The Willamette Valley in Oregon is known for producing some of the top wines of Pinot Noir in the United States and is now being compared to Pinot Noirs from top regions around the world. Following our podcast interview with Channing Frye and Jacob Gray of Chosen Family Wines and hearing so much about the region, the Vint team had to take a trip to see it for ourselves, meet top producers, and taste the wines that have given the valley its stellar reputation.
We began the week with a fireside chat alongside Channing and Jacob tasting their wines next to wines from Burgundy and discussing what drew them to Oregon and what makes the Willamette Valley so special. The conversation ranged from their favorite Oregon producers to climate to the openness of the Oregon winemaking scene. As a young wine region, producers have had to share learnings and work together more closely than producers in more established regions like Napa Valley. Chosen Family Wines embodies this sense of camaraderie and collaboration through their collaboration wines, which feature the name of their partners on the label right next to the Chosen Family name. Check out the chat here on YouTube.
Over the next two days, the Vint team traversed the Willamette Valley, meeting with producers and diving deep into their wines. Our stops included Beaux Frères, Granville, Lingua Franca, and Cristom. At each winery, we were able to get a sense of the passion and commitment to excellence that allows each of these producers to produce wines that compete for the title of tops in the region.
Here are some shots from those visits:
Billy with Jackson Holstein of Granville Wine Company.
Tasting Beaux Frères
The Line Up at Lingua Franca
The Willamette Valley features an ideal climate and a myriad of soil types that combine to produce wines of unique character and quality. Ethereal yet powerful, bright yet deep, structured yet silky, the wines from the top Willamette producers each offer a unique sense of place. Pinot Noir is a grape that is readily shaped by its terroir, and in the Willamette, it is no different. We had multiple single-vineyard wines from the same producers, vinified in essentially the same way, that expressed themselves in entirely different ways. Some wines were light and nuanced, while others were powerful and structured, but there was always an underlying freshness that enhanced aromas and flavors while also refreshing the palate. This presence of consistent acid is one of the key characteristics that give the wines of Willamette Valley a more “old world” expression than similar California counterparts.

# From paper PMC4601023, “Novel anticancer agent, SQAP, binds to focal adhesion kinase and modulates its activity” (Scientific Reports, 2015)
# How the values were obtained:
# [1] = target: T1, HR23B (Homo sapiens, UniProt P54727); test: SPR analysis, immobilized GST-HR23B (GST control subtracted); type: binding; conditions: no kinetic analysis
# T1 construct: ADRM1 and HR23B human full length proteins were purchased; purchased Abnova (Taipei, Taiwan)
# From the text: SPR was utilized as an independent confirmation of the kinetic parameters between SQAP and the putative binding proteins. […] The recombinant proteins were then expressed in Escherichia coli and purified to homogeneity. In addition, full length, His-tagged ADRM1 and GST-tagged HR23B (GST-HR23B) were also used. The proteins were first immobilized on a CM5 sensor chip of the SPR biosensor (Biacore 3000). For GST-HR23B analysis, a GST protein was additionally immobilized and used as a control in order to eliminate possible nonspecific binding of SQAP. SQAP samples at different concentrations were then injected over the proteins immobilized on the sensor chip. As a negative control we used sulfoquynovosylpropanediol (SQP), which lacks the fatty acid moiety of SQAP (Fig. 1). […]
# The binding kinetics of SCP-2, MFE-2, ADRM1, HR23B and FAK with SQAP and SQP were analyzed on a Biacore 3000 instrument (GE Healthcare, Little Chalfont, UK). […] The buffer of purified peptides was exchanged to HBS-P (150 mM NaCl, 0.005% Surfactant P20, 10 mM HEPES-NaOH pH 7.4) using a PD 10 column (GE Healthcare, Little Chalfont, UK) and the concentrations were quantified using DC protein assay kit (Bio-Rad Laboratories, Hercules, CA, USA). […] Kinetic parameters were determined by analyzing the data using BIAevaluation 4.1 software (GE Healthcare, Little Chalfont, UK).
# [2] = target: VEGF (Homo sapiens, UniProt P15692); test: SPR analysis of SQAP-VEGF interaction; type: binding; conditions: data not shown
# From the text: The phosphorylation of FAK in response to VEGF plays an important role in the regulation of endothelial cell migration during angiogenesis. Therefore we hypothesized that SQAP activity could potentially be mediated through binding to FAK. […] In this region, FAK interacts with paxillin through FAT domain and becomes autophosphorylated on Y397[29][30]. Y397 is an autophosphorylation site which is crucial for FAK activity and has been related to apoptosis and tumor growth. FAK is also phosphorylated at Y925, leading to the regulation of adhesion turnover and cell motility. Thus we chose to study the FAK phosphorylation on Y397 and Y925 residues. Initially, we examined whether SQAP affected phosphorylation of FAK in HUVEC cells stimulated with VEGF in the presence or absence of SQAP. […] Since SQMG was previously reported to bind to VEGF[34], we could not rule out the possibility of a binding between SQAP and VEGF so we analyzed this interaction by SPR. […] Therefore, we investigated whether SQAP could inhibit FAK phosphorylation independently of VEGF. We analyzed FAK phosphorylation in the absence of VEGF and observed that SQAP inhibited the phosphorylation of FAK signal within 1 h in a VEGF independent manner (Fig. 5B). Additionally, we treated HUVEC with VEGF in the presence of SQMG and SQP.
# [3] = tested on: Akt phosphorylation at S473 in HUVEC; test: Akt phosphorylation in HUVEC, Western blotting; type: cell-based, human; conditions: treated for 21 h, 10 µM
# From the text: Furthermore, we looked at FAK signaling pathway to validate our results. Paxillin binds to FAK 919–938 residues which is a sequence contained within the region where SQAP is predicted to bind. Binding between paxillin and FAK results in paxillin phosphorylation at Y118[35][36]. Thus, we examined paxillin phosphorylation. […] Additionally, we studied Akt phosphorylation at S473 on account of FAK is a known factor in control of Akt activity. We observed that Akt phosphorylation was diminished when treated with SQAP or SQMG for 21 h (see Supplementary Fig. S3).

Exploring the soil types at Cristom
In addition to the famed Pinot Noir wines, we had many excellent Chardonnays and heard from many producers that a new age of Oregon Chardonnay was dawning. Initially, Chardonnay was planted simply because it is planted alongside Pinot Noir in Burgundy. In the early days, there was no strategic planning for Chardonnay plots, and many vineyards were simply planted where Pinot Noir would struggle. Over the past two decades-plus, producers have realized the potential quality of Chardonnay from the Willamette and have been strategically planting vineyards optimized for growing exceptional Chardonnay taking into account soil types, aspects, and other crucial viticultural factors. Based on the wines we tasted, the early wines are outstanding. We tasted lean mineral expressions that reminded us of Chablis as well as bigger riper expressions that were more reminiscent of ripe expressions of southern Burgundy. Needless to say, we recommend seeking out some Oregon Chardonnay and keeping tabs on these wines moving forward.
While it is common for many wine drinkers to try to identify “Burgundian notes” in the wines of the Willamette, direct comparisons to Burgundy in terms of the profile of the wines are not the best way to think about it, as each region has its own unique terroir that is impossible to replicate. That said, the comparisons between the two regions can be made because each region produces high-quality, terroir-driven wines, with a unique appreciation for the nuances offered by single-vineyard wines.
Stay tuned as Vint for more on our trip to Willamette and for possible collections inspired by the trip in the near future!